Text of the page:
Obituary: Simeon Golar, former N.Y. judge, father of Boston mayoral candidate Charlotte Golar Richie
8/14/2013, 11:42 a.m.
Simeon Golar, a former New York Family Court judge, and one-time chairman of both New York City’s Commission on Human Rights and the New York City Housing Authority, has died, his family says. He was 84.
Golar died Sunday of natural causes at Calvary Hospital in the Bronx, N.Y., according to the campaign of his daughter, Boston mayoral candidate Charlotte Golar Richie.
Judge Golar was born in 1928 during the Great Depression, in segregated South Carolina. He was born to Lottie Jackson, a single teenage mother, and then adopted by the Golar family with whom he migrated to New York City when he was a small boy.
He attended public schools, and later the City College of New York. He worked his way through New York University School of Law as a subway toll clerk; and at NYU he was a classmate of former New York City Mayor David Dinkins.
In 1956, he married Pauline Wellington, a young teacher and daughter of Barbadian immigrants, and they settled in Brooklyn. They had two children, Charlotte and her sister, Katherine. Though Simeon and Pauline divorced in 1965, they maintained a close relationship with each other and with their two daughters, family members said.
In 1966, Golar ran unsuccessfully for the office of Attorney General of New York on the Liberal Party ticket, running at a time when it was extremely uncommon for African American candidates to campaign for statewide office.
He subsequently became the chairman of New York City’s Commission on Human Rights, and later, chairman of the New York City Housing Authority (NYCHA) in the administration of New York City Mayor John Lindsay; he was reportedly the first NYCHA chairman to have lived in public housing.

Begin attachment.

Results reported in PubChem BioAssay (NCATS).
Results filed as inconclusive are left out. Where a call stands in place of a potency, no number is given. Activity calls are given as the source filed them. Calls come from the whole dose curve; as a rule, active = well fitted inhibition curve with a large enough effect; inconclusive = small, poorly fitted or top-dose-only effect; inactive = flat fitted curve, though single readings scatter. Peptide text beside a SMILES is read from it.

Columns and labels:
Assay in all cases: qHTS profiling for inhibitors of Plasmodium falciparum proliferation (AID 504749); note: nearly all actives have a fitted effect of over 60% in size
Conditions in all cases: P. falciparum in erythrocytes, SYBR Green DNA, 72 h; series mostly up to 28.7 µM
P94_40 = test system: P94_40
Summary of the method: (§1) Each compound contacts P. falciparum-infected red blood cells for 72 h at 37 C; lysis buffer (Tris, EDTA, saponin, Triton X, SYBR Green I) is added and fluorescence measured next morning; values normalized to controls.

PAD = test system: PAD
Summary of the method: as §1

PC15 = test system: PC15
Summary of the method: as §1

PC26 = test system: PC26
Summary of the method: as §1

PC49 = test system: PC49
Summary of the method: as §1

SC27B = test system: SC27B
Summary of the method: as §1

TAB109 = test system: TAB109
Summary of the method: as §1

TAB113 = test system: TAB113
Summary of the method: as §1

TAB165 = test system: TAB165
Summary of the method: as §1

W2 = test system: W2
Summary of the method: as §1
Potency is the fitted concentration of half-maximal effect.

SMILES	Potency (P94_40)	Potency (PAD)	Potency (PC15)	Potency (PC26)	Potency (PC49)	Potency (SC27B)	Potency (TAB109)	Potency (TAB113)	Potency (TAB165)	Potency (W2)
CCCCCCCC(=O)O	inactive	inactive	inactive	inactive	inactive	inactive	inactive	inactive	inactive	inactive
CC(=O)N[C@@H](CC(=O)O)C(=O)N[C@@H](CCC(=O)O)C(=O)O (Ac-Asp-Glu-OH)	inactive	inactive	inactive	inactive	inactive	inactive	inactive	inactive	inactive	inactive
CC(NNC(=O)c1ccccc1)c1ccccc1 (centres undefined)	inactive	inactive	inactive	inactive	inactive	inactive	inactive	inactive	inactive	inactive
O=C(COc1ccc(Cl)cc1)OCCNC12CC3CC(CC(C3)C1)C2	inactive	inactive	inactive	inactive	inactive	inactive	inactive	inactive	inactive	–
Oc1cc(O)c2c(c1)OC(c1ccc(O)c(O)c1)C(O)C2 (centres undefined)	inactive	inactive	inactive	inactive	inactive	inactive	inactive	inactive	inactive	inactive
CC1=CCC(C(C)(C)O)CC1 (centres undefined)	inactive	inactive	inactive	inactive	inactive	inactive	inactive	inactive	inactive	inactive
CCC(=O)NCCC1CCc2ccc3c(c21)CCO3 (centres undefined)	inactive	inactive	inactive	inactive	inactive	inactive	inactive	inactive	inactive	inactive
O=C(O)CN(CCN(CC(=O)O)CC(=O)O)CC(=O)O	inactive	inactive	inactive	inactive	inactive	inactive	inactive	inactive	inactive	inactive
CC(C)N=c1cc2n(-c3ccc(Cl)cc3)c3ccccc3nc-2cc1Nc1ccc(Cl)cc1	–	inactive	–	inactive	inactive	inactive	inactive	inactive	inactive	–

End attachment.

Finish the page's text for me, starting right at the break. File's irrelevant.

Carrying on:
Golar later served as a judge in the New York State Family Court system; he had a stint as a television talk show host on WNBC’s “Open Circuit,” and worked for several years as a housing developer, a law professor and as an attorney in private practice.
He served on many boards, including the Supreme Court Justices’ Association of NYC, the Community Service Society of NY, the New York Urban League, and NYU Law School. He was also a life member of the NAACP.
“He had great courage and a brilliant mind,” said Charlotte Golar Richie. “He overcame great odds to succeed in public life, rising from humble beginnings in Chester, South Carolina, to become a dynamic leader and public servant. I will miss him very much.”
In keeping with one of her father’s favorite quotes, “A life well-lived is a life of service,” Golar Richie followed in her father’s public service footsteps. She was a Peace Corps volunteer and later became a state representative from 1994 to 1999. She later worked as Boston’s Chief of Housing and Director of Neighborhood Development and as a senior aide to Governor Deval Patrick. She recently took time off from her latest job as senior vice president for YouthBuild USA to campaign for Boston mayor.
Funeral services will be held in New York this week.